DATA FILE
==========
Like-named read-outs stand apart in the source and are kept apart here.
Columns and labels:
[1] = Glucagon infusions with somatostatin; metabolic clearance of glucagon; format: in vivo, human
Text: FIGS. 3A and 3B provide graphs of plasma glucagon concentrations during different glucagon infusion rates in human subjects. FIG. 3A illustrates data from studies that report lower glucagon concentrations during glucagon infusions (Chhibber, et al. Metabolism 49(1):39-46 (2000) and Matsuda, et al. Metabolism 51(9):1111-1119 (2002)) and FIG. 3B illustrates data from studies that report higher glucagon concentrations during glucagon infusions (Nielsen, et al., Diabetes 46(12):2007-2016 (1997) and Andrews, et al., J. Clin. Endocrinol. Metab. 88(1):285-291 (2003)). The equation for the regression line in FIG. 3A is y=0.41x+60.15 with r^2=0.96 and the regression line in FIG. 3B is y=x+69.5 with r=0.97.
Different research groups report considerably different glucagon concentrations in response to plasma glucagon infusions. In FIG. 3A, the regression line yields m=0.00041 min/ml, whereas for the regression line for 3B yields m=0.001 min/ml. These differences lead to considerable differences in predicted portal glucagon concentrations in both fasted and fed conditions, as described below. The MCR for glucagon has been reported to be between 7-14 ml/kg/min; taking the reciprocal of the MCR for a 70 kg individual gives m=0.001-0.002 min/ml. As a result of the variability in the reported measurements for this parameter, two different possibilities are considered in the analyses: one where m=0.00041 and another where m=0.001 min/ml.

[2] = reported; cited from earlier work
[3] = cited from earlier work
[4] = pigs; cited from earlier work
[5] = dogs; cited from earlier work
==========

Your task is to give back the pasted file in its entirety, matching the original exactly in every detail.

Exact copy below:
Like-named read-outs stand apart in the source and are kept apart here.
Columns and labels:
[1] = Glucagon infusions with somatostatin; metabolic clearance of glucagon; format: in vivo, human
Text: FIGS. 3A and 3B provide graphs of plasma glucagon concentrations during different glucagon infusion rates in human subjects. FIG. 3A illustrates data from studies that report lower glucagon concentrations during glucagon infusions (Chhibber, et al. Metabolism 49(1):39-46 (2000) and Matsuda, et al. Metabolism 51(9):1111-1119 (2002)) and FIG. 3B illustrates data from studies that report higher glucagon concentrations during glucagon infusions (Nielsen, et al., Diabetes 46(12):2007-2016 (1997) and Andrews, et al., J. Clin. Endocrinol. Metab. 88(1):285-291 (2003)). The equation for the regression line in FIG. 3A is y=0.41x+60.15 with r^2=0.96 and the regression line in FIG. 3B is y=x+69.5 with r=0.97.
Different research groups report considerably different glucagon concentrations in response to plasma glucagon infusions. In FIG. 3A, the regression line yields m=0.00041 min/ml, whereas for the regression line for 3B yields m=0.001 min/ml. These differences lead to considerable differences in predicted portal glucagon concentrations in both fasted and fed conditions, as described below. The MCR for glucagon has been reported to be between 7-14 ml/kg/min; taking the reciprocal of the MCR for a 70 kg individual gives m=0.001-0.002 min/ml. As a result of the variability in the reported measurements for this parameter, two different possibilities are considered in the analyses: one where m=0.00041 and another where m=0.001 min/ml.

[2] = reported; cited from earlier work
[3] = cited from earlier work
[4] = pigs; cited from earlier work
[5] = dogs; cited from earlier work